<p>Dear Proto G,</p><p>I read the datasheet of SN74141 and saw that the maximum voltage on an output pin while off is 60V. However, I assume that the voltage across the nixie digits not in use should be 0V (or at least small) leaving near 180V at the output pin of SN74141. I am not very familiar with nixie tubes so I may be wrong about this. But if the output pin should not be higher than 60V than it will have to be at least 120V across the nixie, in which case I'd expect it should glow weakly? So I wonder, what is the output voltage on SN74141 while a digit is off? Have you measured it or does it just work by luck? I'm curious because I'm going to use nixie tubes for a project for the first time and using SN74141 seems like an easy way out, but I won't use it if it just works by luck. Anyway, great project :)</p><p>Thanks.</p>
<p>The nixie tube only has one anode while the rest are cathodes. When the SN74141 switches to the next digit, there is only voltage across that digit. 5V from the arduino is doing all of the work here. The 180V is only across the nixie tube, not any pins of the chip. The ground is shared by the arduino and the 180V power supply. Another thing to note is that the current flowing through the nixie tube is only at max brightness about 2.5 mA. Think of the nixie tube like a high load lamp in a circuit with other components. If you replace the lamp with a piece of wire, it would most likely blow the other components. In this case, if you actually look at the schematic for the chip, the only thing that could go wrong is the zener diode dumping the current to ground. Seeing that the max current flowing through the nixie tube is only 2.5mA, that zener diode is fine. These chips were meant to power nixie tubes and other cold cathode indicator tubes like the datasheet states. The whole point of the chip is to be able to switch a high voltage load with low power triggers.</p>
<p>I'm not sure where the ground of the 180V power source connects to?</p>
<p>I am having the same problem! can someone tell us where the ground goes to.</p>
<p>All the grounds in this circuit are shared. The SN74141 determines which of the cathodes connects to ground to display the corresponding number. </p>
<p>Hi all,</p><p>I have put together a 6 digit Arduino based Nixie Clock and have published it as Open Source. The code is here:</p><p><a href="https://github.com/isparkes/ArdunixNix6" rel="nofollow">https://github.com/isparkes/ArdunixNix6</a></p><p>I'm quite proud of it: It has all the features, and uses a minimum of components. The full scope of the software can be seen in the manual:</p><p><a href="http://www.open-rate.com/Downloads/NixieClockV8InstructionManual.pdf" rel="nofollow">http://www.open-rate.com/Downloads/NixieClockV8InstructionManual.pdf</a></p><p>The manual has the full schematics in it, and if you are interested you can get a full kit or just the PCB.</p><p>Have fun!</p>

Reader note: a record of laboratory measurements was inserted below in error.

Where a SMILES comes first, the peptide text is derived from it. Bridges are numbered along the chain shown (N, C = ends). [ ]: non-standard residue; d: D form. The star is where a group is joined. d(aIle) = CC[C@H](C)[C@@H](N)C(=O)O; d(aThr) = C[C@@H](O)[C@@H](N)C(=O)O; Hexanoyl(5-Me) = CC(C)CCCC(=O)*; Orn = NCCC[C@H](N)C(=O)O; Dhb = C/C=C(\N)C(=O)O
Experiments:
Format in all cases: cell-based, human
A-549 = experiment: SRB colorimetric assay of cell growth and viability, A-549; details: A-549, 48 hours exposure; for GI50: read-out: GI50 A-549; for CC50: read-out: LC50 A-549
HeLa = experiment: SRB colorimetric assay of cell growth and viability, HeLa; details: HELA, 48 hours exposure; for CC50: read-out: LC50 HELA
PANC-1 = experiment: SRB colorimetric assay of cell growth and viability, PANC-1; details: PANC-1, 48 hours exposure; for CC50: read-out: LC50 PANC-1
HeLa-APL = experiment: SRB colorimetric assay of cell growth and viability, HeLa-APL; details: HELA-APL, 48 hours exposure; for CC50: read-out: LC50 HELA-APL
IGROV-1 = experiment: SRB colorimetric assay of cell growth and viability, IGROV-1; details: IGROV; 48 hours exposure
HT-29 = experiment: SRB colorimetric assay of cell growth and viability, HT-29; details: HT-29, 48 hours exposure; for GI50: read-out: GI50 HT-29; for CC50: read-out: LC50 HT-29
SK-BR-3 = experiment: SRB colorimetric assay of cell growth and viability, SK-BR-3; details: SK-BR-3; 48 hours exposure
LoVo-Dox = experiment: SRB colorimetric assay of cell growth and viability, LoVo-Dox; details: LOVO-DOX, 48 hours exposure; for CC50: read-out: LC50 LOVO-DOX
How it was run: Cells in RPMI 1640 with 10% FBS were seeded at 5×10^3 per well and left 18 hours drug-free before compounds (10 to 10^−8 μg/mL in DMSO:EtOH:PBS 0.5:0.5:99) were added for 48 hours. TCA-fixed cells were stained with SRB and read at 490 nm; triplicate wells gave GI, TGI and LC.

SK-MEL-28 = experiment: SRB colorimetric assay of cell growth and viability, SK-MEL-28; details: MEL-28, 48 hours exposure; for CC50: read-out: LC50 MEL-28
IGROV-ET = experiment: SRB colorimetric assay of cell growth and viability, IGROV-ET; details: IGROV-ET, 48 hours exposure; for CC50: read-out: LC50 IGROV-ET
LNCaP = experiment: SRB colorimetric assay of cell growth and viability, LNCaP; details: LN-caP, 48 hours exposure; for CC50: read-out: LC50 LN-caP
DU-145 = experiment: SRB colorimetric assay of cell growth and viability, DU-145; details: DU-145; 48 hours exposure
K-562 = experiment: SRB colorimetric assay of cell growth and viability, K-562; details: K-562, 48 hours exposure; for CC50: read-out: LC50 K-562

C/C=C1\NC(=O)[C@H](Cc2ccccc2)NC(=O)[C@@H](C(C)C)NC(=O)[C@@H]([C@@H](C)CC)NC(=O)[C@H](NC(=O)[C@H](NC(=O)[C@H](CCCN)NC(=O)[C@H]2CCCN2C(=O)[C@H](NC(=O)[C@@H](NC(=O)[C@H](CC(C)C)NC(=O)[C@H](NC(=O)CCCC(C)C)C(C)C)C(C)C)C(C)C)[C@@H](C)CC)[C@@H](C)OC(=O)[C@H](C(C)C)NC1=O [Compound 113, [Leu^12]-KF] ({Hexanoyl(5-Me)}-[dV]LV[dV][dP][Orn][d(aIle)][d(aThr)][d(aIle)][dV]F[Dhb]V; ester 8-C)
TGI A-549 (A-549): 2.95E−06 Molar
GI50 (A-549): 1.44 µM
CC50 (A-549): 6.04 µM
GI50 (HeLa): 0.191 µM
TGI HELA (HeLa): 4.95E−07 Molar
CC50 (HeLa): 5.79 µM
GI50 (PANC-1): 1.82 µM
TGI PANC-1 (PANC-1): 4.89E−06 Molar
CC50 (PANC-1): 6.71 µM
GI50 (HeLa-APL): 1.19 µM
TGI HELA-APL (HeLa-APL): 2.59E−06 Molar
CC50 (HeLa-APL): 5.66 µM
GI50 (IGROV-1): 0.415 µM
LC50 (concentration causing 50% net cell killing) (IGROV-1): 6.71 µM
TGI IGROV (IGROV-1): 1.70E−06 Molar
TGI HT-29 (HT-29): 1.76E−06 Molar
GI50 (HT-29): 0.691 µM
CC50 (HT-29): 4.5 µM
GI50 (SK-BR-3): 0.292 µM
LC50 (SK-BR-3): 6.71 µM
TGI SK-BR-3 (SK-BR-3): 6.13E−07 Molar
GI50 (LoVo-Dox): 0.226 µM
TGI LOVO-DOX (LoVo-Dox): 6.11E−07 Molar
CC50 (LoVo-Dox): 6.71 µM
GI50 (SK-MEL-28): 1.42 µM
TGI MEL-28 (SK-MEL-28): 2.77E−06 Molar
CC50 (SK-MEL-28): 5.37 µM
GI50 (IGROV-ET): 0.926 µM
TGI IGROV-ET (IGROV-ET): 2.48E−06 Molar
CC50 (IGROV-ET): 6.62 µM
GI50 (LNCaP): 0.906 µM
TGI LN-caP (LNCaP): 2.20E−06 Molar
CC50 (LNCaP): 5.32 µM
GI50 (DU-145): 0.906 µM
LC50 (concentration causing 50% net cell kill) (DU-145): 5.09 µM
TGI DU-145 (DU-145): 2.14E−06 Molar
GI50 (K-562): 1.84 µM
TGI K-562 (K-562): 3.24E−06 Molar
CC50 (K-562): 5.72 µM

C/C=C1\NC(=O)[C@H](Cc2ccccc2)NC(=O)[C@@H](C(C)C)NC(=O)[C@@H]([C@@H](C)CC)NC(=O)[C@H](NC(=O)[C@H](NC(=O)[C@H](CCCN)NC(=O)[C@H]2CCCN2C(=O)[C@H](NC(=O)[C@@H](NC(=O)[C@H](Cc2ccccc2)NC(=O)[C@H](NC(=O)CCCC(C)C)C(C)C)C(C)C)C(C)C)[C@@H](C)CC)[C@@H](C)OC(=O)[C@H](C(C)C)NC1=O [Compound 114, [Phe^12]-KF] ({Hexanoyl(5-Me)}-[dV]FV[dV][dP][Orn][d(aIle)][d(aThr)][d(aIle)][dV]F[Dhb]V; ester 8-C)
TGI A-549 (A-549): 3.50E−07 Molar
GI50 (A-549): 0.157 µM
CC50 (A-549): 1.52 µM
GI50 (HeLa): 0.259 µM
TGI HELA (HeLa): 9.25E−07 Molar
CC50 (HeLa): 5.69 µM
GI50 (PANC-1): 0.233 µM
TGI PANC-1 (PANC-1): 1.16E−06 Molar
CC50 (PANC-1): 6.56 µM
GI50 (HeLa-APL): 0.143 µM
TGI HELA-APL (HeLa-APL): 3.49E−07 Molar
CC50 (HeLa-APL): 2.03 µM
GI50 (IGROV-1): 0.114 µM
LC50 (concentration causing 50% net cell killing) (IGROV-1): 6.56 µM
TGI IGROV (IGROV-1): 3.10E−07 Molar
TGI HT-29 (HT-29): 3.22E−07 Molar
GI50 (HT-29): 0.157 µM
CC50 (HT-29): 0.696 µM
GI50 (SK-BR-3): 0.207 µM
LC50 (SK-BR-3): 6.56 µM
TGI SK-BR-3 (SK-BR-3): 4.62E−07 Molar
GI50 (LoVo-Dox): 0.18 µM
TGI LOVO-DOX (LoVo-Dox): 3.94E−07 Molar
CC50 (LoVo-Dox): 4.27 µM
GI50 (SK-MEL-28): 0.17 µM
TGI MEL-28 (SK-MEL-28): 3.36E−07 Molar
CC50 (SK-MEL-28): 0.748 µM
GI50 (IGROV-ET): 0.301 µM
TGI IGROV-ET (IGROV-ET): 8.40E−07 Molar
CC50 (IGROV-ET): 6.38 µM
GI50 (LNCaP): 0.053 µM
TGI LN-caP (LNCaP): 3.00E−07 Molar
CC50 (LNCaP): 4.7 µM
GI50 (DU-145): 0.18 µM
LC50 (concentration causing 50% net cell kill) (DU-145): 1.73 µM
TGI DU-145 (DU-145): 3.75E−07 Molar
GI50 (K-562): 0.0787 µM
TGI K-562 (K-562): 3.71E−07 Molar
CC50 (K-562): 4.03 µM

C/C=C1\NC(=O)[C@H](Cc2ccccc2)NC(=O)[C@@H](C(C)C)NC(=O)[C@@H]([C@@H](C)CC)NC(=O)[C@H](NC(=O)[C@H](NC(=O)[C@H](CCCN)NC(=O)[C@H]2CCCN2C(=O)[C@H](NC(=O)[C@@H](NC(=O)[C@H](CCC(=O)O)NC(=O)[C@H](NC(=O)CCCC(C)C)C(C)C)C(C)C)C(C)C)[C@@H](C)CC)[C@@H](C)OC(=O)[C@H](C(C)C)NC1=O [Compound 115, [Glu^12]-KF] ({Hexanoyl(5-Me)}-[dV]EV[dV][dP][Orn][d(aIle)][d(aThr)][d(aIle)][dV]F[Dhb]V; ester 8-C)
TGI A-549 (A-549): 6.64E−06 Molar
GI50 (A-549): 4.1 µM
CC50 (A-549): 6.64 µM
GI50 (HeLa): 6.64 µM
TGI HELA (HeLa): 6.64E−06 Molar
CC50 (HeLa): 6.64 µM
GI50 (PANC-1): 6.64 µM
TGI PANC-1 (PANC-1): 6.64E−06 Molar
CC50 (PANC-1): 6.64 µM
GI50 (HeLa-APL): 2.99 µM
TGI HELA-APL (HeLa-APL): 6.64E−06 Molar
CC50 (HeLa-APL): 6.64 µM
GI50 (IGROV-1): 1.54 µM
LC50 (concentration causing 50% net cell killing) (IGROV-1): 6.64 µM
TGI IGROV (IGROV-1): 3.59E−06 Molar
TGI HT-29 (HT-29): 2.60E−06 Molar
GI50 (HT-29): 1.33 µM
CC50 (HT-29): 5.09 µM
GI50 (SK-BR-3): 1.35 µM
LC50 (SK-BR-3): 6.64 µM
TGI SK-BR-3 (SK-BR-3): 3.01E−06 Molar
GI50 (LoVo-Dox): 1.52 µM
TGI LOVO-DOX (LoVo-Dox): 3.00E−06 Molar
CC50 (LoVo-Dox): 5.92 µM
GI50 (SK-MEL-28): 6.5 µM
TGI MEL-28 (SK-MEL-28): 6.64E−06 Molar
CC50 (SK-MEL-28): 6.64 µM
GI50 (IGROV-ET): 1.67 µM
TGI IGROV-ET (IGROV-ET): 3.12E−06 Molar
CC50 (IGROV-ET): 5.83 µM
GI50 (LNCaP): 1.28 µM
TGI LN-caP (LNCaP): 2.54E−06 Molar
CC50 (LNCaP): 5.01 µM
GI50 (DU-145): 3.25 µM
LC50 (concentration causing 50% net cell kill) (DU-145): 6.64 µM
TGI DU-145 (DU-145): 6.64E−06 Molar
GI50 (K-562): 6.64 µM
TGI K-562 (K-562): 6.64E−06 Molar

<p>Thanks for this. I have the SN7141 on order. I think that there is an error in the code. For the 9 digit you have Pins 11 and 9 High, it should be Pins 11 and 8.</p>
<p>For people looking for HV power supplies that are willing to use Ebay, there is also a very nice gentleman in Ukraine you can find on ebay that I have dealt with personally for a few items whom you can find by the name Yuriyshtepsel that builds nice power supplies for $10 + $5 shipping(not positive on the shipping) that provides dual output with the 180v needed for nixies and also 5v for leds if you so choose. Nice instructable btw.</p>
<p>Just looked and he unfortunatly does not sell them anymore, any other suggestions?</p>
He just sold them out then, I looked the other day for something else he sells and he had 10 available. Would you like me to contact him to find out when he will building more? He is a hobbiest and this isnt his main income so he may be woring on some new stuff. If he is done I can get you a link to another gentleman that can help
<p>Thanks for your fast response.</p><p>I'll message him myself, i have found him on ebay and will ask if he wil be making some in the future, thanks anyway!</p>
<p>He has 8 more available now. Also, I only suggested this gentleman because he is a personal friend and I can speak for his quality of work and the value in the price. </p>
<p>I had absolutely no issues with the two that I bought and linked to above. One is a kit that you need to solder and the other is complete.</p>
Thank you!
<p>Great Instrucable!</p>
<p>I'm trying to understand why it's safe to use the 74141 this way. Its maximum voltage on outputs is 60V; aren't we at risk of frying them with 180V?</p>
well this is just asking to be made into a steins;gate divergence meter
<p>Nixie tube? You must be as old as I am!</p>
<p>Interesting ibble<br>I have driven nixie tubes from an arduino as well, just to see if i could, but the need for a high voltage remains a hassle. (at least, that is what i thought)<br>Anybody wanting the charm of a digit tube, but not the hassle of High voltage can consider using a Numitron tube: cheap and easy to drive at 4.5 Volts, same way you would drive a fuly digital numeric display</p>
<p>Nice Instructable. I'd like to point out that your Figure 4 came from my Instructable (</p><p>https://www.instructables.com/id/Driving-two-Nixie-tubes-with-an-Arduino-via-a-shif/</p><p>) which covered much of the same material.</p>
Thank you. I did not realize that. I saved it a while back from google images. I never ended up building that circuit because I used an Arduino Mega to control 8 Nixie tubes with I/O pins to spare. I will add a link to your instructable for people who want to use a shift register or I will remove it if you would like.
<p>A link would be great. Thanks.</p>
<p>Is a <strong>1/4 W</strong> 12k resistor ok, or should I use a bigger one ?</p>
<p>You should use a 1/2 W 12k resistor. It will work fine without the resistor, but it will dramatically reduce the lifespan of the tube. </p>
<p>Ok thanks !</p>
<p>180v is more than most Arduino users are used to dealing with; you might mention standard handle with extreme caution disclaimers.</p>
<p>You're right, I have added a short disclaimer. </p>

About This Instructable




Bio: Electromechanical Engineer, Product Designer, Maker. I love to make prototypes and teach others in the process. I graduated from UCF and spent two years working ... More »